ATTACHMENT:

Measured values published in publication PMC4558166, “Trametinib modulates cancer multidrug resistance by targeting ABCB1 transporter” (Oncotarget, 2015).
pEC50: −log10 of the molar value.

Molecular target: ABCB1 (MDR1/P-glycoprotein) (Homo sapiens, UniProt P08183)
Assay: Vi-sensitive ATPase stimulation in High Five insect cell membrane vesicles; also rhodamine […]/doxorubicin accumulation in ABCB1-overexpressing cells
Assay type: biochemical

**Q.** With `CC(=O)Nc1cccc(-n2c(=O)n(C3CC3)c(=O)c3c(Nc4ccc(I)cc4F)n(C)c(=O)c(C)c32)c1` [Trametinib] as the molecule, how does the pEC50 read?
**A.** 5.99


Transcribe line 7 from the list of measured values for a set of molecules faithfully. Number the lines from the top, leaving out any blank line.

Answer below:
**A.** 5.99